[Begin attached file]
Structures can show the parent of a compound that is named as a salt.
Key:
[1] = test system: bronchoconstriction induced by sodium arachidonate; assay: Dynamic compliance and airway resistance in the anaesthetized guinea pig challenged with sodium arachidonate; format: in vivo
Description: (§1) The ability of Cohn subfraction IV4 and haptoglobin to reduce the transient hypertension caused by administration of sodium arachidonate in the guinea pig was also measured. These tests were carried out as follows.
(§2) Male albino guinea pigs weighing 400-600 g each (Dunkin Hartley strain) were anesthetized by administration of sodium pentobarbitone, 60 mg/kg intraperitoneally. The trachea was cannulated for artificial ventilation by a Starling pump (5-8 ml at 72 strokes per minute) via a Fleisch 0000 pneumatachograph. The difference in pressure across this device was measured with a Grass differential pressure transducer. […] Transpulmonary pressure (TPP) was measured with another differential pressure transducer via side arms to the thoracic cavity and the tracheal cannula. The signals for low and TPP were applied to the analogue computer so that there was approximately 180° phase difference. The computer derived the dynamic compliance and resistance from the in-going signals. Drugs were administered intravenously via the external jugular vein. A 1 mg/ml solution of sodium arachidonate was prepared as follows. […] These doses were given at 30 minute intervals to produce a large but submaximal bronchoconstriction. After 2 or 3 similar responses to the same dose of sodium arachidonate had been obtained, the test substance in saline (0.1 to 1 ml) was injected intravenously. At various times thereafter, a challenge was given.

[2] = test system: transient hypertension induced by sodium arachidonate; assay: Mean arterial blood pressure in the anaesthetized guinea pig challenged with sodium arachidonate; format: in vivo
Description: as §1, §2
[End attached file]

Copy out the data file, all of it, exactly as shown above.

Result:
Structures can show the parent of a compound that is named as a salt.
Key:
[1] = test system: bronchoconstriction induced by sodium arachidonate; assay: Dynamic compliance and airway resistance in the anaesthetized guinea pig challenged with sodium arachidonate; format: in vivo
Description: (§1) The ability of Cohn subfraction IV4 and haptoglobin to reduce the transient hypertension caused by administration of sodium arachidonate in the guinea pig was also measured. These tests were carried out as follows.
(§2) Male albino guinea pigs weighing 400-600 g each (Dunkin Hartley strain) were anesthetized by administration of sodium pentobarbitone, 60 mg/kg intraperitoneally. The trachea was cannulated for artificial ventilation by a Starling pump (5-8 ml at 72 strokes per minute) via a Fleisch 0000 pneumatachograph. The difference in pressure across this device was measured with a Grass differential pressure transducer. […] Transpulmonary pressure (TPP) was measured with another differential pressure transducer via side arms to the thoracic cavity and the tracheal cannula. The signals for low and TPP were applied to the analogue computer so that there was approximately 180° phase difference. The computer derived the dynamic compliance and resistance from the in-going signals. Drugs were administered intravenously via the external jugular vein. A 1 mg/ml solution of sodium arachidonate was prepared as follows. […] These doses were given at 30 minute intervals to produce a large but submaximal bronchoconstriction. After 2 or 3 similar responses to the same dose of sodium arachidonate had been obtained, the test substance in saline (0.1 to 1 ml) was injected intravenously. At various times thereafter, a challenge was given.

[2] = test system: transient hypertension induced by sodium arachidonate; assay: Mean arterial blood pressure in the anaesthetized guinea pig challenged with sodium arachidonate; format: in vivo
Description: as §1, §2